- Talk to your children about private parts.
Talking to children about the private parts of the body can be uncomfortable for some parents, but it is important to the healthy development of children. Furthermore, having honest conversations about topics that include body parts and health issues protects children against sexual victimization. Keep in mind the following information when considering how to talk to your children about private parts.
- Use the correct medical terms when discussing the private parts of the body. By doing so, children learn that there is no shame or secrecy surrounding private parts.
- Knowing the proper terminology prepares children to describe accurately what may have happened when disclosing sexual abuse.
- Having the experience of talking to their parents about private parts helps children get help quickly if they experience sexual victimization.
- It is not safe to keep secrets about private parts. Establishing this as a family rule will help prevent sexual victimization now and in the future.
- Be aware of grooming behavior.
Grooming refers to the way that sexual predators connect with their potential victims. Grooming behavior may appear innocent; the goal is to establish trust with the child in order to take advantage of that trust later. It may look like flattery, generosity, sympathy, or offering special privileges or opportunities. Sometimes parents are groomed as well, so they are more likely to let the perpetrator near their children.
- Be respectful of your children’s privacy.
Teach children that it is not safe for someone to take pictures of their private parts, or ask them to look at pictures of other people’s private parts. This message is consistent with laws defining child pornography as a form of sexual abuse. Parents can help protect their children from possible victimization by not taking photographs of their children in the bath, or in any way that shows their private parts. If photographs are taken, do not post them on social media sites, as doing so can potentially increase their risk of being targeted by a sexual predator.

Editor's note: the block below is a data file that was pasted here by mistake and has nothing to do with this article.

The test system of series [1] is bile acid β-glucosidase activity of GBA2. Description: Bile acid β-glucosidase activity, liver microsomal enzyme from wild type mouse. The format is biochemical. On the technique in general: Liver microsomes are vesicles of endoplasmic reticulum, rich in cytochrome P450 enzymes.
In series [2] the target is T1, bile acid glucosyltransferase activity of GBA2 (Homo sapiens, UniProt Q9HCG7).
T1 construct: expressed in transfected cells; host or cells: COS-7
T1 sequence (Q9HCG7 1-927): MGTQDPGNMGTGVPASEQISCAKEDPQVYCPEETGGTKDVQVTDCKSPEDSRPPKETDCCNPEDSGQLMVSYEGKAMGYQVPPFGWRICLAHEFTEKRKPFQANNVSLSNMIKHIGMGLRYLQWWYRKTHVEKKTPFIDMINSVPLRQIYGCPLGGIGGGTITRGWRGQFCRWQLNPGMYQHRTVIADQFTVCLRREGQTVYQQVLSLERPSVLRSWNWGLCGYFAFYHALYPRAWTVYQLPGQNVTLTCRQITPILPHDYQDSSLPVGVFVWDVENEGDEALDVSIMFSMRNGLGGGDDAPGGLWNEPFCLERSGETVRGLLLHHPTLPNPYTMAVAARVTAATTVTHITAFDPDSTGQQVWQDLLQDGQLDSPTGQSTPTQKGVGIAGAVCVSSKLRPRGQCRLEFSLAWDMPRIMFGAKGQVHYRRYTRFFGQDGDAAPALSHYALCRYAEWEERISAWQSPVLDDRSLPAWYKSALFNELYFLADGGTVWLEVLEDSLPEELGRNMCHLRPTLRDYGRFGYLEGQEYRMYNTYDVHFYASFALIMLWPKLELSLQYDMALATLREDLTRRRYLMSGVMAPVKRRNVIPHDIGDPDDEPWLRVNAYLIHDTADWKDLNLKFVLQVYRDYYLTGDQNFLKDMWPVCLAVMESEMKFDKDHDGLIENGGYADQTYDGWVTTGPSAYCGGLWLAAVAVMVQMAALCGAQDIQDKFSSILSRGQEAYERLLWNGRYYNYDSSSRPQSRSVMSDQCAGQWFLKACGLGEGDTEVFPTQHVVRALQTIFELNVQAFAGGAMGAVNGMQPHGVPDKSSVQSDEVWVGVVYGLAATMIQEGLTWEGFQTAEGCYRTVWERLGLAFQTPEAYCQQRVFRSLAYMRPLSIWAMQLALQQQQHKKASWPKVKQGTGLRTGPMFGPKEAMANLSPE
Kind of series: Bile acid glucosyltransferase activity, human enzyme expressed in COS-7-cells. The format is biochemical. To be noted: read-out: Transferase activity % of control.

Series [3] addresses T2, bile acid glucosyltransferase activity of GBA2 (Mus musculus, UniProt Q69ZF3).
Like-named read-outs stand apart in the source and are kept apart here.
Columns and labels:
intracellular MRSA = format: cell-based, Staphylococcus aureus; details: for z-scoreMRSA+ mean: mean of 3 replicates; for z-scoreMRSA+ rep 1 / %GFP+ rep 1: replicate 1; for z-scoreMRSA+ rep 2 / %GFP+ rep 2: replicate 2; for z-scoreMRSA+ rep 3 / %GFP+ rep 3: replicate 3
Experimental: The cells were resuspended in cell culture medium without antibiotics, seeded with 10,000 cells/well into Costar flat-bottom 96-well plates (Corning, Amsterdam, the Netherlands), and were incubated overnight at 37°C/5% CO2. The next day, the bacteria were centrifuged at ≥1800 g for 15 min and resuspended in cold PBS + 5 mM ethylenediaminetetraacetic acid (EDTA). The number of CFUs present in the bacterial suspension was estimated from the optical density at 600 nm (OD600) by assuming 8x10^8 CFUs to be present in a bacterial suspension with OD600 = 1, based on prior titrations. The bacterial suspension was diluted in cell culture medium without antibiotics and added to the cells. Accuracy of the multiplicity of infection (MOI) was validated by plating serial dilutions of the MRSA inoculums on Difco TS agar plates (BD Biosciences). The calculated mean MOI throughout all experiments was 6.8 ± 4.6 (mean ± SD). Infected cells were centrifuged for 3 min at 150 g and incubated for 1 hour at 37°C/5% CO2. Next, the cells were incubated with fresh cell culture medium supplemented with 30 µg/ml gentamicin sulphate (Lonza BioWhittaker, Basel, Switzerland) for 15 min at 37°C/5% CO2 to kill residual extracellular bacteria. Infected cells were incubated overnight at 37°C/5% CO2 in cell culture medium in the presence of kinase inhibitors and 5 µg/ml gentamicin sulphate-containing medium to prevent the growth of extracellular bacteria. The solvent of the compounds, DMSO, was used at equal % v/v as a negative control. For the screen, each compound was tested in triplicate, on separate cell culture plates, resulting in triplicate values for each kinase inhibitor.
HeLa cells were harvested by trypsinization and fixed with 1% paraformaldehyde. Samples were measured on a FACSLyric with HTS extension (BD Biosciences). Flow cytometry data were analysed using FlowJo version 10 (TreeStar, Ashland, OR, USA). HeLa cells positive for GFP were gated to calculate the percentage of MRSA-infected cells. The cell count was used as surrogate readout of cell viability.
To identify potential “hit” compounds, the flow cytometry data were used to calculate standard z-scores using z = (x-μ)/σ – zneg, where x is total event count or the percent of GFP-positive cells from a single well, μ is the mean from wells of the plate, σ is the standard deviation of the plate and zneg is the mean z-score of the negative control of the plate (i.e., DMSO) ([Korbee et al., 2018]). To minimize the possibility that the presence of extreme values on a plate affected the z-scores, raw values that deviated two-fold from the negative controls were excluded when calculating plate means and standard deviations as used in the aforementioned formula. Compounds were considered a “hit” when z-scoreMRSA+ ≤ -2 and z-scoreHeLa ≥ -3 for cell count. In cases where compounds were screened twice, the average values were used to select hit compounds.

- Boyle, C. L., & Lutzker, J. R. (2005). Teaching young children to discriminate abusive from nonabusive situations using multiple exemplars in a modified discrete trial teaching format. Journal of Family Violence, 20(2), 55-69. doi: 10.1007/s10896-005-3169-4
- Collier, A. (n.d.). How to recognize grooming. Retrieved from http://www.safeteens.com/how-to-recognize-grooming/
Wurtele, S. K. (1987). School-based sexual abuse prevention programs: A review. Child Abuse & Neglect, 11, 483-495.
- Tharinger, D. J. (1988). Prevention of child sexual abuse: An analysis of issues, educational programs, and research findings. School Psychology Review, 17(4), 614-634.